By the way, Burgess attended MIT, not Williams! So I will pass this on to my Williams friends (whom I just re-uned with in Georgia two weeks ago!), who will get a kick out of it!

Diana also wrote: “Arnie is right in saying Jean had "a witty, subtle, erudite, and multi-layered sense of humor." I can't speak to the ideas he has about her referencing Emma, but it is certain that she was extremely highly educated in the literary sense, and would have had all the knowledge and ability to make such allusions - though I'm not offering any opinion on whether she did or not!”

Just you wait, Diana, more evidence to support Katherine Reay and myself re the allusions to JA in Daddy Long Legs will arise in the coming months! ;)

Cheers, ARNIE
@JaneAustenCode on Twitter

Wednesday, November 20, 2013

Emma, Daddy Long Legs, Dear Mr. Knightley, The Ephrons, & The Web of Allusion That Unites Them All

The following is the beginning of a wonderful blog post written by Diana Birchall yesterday:

“Does anyone remember Daddy-Long-Legs, the enchanting 1955 movie in which Fred Astaire is the benevolent, mysterious, rich sponsor who sends the exquisite young French girl Leslie Caron, to college? It was a favorite musical of my childhood, along with a string of other Caron and Audrey Hepburn films. Daddy-Long-Legs actually started life, however, as long ago as 1912, as a bright, effervescent, epistolary novel by Jean Webster. It enjoyed a huge success as a Broadway play and was filmed several times, including a Japanese anime version. Now new author Katherine Reay, instead of penning yet another in a lengthy backlist of Jane Austen updates, has cleverly chosen to write a modern retelling of Daddy-Long-Legs. Her Dear Mr. Knightley has a thoughtful literary setting, with enough Austen and Bronte references to provide intellectual mind candy for the reading woman. She also bestows an unusually satisfying romance upon her heroine, and succeeds in creating a portrait of a young writer that is so poignantly fresh and full of growing pains and uncertainties, that you question why she ever needed to lean on somebody else’s old classic at all. In Jean Webster’s original version, the heroine, Jerusha Abbot, was fifteen and still working in the orphan asylum where she was raised, when her rich benefactor sends her to a posh college. In her version, Katherine Reay advances her orphan’s age to twenty-three, and this constitutes my main problem with the novel, and the reason I wish she’d left the Daddy-Long-Legs template behind her. Samantha Moore has already graduated from college and failed in her first job, when she is offered a full tuition grant to the master’s program of Northwestern University’s Medill School of Journalism, by a wealthy philanthropist. The only stipulation is that she write him personal progress letters, which he will not answer. His assistant suggests she address him as “Mr. George Knightley,” in tribute to Samantha’s own love for Jane Austen and Emma….” END QUOTE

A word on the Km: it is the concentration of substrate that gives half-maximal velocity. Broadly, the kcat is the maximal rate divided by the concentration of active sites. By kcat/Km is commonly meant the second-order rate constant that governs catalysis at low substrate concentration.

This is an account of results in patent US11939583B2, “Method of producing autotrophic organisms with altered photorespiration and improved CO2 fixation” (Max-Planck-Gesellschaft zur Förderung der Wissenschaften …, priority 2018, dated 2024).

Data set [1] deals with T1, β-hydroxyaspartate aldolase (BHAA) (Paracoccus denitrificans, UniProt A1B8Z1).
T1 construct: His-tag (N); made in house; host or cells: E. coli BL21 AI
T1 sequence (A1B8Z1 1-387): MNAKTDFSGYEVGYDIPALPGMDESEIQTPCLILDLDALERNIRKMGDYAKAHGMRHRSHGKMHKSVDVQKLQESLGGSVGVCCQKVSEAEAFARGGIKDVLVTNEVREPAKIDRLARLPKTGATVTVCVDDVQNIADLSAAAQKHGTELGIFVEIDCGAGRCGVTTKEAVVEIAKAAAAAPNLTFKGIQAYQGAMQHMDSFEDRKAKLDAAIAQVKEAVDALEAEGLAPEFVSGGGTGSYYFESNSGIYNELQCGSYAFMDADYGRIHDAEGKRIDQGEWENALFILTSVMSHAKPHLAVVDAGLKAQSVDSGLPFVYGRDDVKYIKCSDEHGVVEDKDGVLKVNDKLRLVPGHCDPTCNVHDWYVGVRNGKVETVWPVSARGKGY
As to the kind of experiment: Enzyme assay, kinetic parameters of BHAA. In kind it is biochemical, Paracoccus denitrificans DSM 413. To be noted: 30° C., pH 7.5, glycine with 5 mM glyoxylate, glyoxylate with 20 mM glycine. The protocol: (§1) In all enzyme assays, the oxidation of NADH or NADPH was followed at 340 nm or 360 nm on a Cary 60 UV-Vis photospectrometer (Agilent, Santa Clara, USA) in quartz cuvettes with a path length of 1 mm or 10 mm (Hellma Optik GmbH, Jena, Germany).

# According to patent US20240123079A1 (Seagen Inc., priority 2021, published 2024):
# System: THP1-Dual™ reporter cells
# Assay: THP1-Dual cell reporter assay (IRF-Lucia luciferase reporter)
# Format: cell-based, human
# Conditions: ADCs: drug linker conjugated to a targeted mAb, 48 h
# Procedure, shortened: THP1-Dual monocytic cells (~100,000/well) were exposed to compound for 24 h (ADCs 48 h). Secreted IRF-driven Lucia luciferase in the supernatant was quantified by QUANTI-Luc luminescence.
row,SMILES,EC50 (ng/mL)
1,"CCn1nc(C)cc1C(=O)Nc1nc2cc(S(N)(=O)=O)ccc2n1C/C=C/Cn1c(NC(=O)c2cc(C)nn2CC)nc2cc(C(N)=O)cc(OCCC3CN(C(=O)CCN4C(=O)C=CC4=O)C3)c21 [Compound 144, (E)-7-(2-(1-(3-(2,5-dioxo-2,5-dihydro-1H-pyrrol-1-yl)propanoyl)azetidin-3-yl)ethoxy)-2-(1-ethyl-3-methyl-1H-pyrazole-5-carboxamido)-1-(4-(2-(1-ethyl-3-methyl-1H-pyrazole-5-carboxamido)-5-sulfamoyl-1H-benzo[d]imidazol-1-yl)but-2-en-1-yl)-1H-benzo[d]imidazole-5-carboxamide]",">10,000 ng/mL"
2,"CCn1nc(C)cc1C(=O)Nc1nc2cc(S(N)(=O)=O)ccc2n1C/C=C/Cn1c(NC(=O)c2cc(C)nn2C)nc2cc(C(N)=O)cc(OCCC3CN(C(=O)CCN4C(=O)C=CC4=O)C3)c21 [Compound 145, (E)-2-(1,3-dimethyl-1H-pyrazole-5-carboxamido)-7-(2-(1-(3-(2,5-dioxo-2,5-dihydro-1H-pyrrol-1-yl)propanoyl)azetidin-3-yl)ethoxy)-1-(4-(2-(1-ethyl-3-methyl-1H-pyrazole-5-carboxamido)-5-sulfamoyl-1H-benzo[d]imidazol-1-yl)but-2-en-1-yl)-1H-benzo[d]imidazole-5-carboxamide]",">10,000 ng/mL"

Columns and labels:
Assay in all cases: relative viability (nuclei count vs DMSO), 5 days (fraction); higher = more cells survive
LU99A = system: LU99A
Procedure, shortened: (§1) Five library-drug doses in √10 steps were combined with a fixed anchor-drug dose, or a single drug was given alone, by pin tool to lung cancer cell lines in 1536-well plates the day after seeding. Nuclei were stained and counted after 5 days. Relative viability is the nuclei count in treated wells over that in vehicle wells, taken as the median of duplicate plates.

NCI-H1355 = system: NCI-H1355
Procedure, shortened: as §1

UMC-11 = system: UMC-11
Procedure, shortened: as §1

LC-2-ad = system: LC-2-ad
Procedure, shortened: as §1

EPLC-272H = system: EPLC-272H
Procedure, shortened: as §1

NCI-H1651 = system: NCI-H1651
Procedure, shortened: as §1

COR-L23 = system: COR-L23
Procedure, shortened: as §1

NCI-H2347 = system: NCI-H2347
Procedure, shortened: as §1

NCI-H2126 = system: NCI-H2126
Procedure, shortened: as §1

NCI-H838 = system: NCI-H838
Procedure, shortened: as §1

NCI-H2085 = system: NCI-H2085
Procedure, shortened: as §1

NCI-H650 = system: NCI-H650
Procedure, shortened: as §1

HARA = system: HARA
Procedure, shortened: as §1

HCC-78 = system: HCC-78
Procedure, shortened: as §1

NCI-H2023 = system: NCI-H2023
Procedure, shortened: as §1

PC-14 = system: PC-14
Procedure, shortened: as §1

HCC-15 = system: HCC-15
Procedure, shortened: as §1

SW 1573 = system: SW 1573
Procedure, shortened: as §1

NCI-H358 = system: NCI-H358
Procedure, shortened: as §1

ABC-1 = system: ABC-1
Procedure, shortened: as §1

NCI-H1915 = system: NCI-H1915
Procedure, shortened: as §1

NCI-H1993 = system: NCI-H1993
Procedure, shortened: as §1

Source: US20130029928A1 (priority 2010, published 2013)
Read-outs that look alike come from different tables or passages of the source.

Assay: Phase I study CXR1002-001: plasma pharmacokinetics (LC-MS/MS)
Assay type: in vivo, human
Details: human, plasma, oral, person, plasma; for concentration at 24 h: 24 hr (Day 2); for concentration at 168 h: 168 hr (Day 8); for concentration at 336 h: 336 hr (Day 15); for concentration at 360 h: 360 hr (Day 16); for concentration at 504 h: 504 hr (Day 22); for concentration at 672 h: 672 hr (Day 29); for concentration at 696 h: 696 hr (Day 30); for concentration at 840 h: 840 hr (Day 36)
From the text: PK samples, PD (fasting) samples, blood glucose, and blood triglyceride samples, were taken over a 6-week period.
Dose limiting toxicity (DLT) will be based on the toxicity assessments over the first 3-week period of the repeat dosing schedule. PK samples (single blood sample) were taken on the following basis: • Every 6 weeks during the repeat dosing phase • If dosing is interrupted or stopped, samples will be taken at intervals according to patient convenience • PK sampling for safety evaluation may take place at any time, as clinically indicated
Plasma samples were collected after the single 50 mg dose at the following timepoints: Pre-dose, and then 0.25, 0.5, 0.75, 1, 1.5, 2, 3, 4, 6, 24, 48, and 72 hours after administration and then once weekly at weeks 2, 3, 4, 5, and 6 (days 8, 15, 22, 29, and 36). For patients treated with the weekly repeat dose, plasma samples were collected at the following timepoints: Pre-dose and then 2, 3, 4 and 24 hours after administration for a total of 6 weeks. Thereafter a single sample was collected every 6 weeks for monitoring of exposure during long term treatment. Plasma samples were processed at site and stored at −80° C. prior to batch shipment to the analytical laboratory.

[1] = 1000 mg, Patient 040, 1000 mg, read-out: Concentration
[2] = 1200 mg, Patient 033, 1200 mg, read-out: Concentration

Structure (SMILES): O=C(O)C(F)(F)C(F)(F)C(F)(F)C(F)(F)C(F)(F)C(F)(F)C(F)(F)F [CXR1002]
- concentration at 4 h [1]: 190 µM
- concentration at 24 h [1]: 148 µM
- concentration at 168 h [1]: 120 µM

Diana, thanks for alerting me to the above literary/film history, of which I had been entirely unaware till this morning. As soon as I read your post, I smelled a web of veiled allusion, but even I could not have anticipated  how rich a web it is! So, as you’ll see by the end of this post, you’ve done  it again!

I would like to suggest to you that Katherine Reay had a very very good reason for her modern retelling of Webster’s classic from a century ago, and for her connecting Webster’s epistolary novel to Jane Austen’s Emma. I.e., from a very pleasant several hours I have just spent pretty much reading most of Webster’s novel (it is a super-fast read), and then reading up on Jean Webster’s career, I have arrived at the following inferences which I consider noteworthy:

ONE: In her novel, Jean Webster, very clearly and strikingly, but covertly, was alluding, in a dozen different ways, to Austen’s Emma, and, in a handful of other ways, to Austen’s Pride & Prejudice as well! So, I infer that Katherine Reay, writing in 2013, recognized those veiled allusions to Austen, and showed her awareness thereof by making the connection of Daddy-Long-Legs to Emma open and explicit in her own novel title, Dear Mr. Knightley.

TWO: The screenplay of the famous 1950’s film version of Daddy-Long-Legs was written by Nora Ephron’s parents, and I am not the first to notice that, in You’ve Got Mail, Joe Fox conceals his true identity from Kathleen Kelly during a lengthy correspondence, just as “Master Pervie” Pendleton (sounds like Pemberley) conceals his true identity from Judy in Daddy-Long-Legs. From all of those data points, I therefore infer that the late Nora Ephron paid a veiled, yet in hindsight obvious, homage to Webster’s novel, and to her parents’ famous adaptation thereof, in You’ve Got Mail.